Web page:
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The historic attempt to adopt a Constitution for Europe and its eventual rejection by the electorates of France and the Netherlands led to a renewed and impassioned debate about the future of the EU. Now, with the adoption of the Reform Treaty, the debate about the constitutional architecture of Europe is once again in the full public gaze. More than at any time in the past, Europe is engaged in a process of constitutionalisation which will shape its powers and activities for a generation
Following the warm critical reception given to the first edition of this work, the same editors and contributors have embarked on a second edition which once again presents European constitutional law not merely as a project but as binding law, law which establishes public power, legitimates legal acts, provides for citizenship, protects fundamental rights, and regulates the relationships among legal orders as well as between law and politics.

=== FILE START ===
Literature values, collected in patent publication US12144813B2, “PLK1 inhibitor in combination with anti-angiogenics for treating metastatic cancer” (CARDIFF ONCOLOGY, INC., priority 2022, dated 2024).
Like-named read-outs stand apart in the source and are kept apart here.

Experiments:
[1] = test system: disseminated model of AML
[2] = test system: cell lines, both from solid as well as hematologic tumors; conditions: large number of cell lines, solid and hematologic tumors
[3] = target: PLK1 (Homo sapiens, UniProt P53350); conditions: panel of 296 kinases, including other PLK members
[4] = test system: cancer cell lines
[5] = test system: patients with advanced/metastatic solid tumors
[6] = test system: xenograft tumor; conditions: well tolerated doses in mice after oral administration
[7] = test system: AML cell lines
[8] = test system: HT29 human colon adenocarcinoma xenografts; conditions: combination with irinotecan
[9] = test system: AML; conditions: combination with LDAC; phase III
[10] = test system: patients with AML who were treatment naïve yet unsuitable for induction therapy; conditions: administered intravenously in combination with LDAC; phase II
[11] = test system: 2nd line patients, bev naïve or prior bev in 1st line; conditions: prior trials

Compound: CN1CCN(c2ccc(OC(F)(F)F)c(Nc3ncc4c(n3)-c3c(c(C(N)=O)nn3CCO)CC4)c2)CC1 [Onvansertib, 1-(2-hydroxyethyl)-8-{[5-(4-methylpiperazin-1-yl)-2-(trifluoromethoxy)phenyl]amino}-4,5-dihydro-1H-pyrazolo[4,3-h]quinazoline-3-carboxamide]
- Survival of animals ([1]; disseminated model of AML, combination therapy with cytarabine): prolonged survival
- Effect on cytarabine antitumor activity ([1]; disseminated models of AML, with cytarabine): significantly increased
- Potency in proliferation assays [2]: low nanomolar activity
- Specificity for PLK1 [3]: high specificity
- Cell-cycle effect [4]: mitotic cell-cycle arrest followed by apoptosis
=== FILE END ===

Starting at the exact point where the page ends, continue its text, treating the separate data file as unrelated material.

This, then, is European constitutional law both as it presently stands and as it will look following the Reform Treaty. The contributions present its theoretical and doctrinal fundamentals from the perspective of German-speaking scholarship, reflecting the state of modern research and methodology, illuminating legal doctrines and assumptions, and identifying the future research agenda.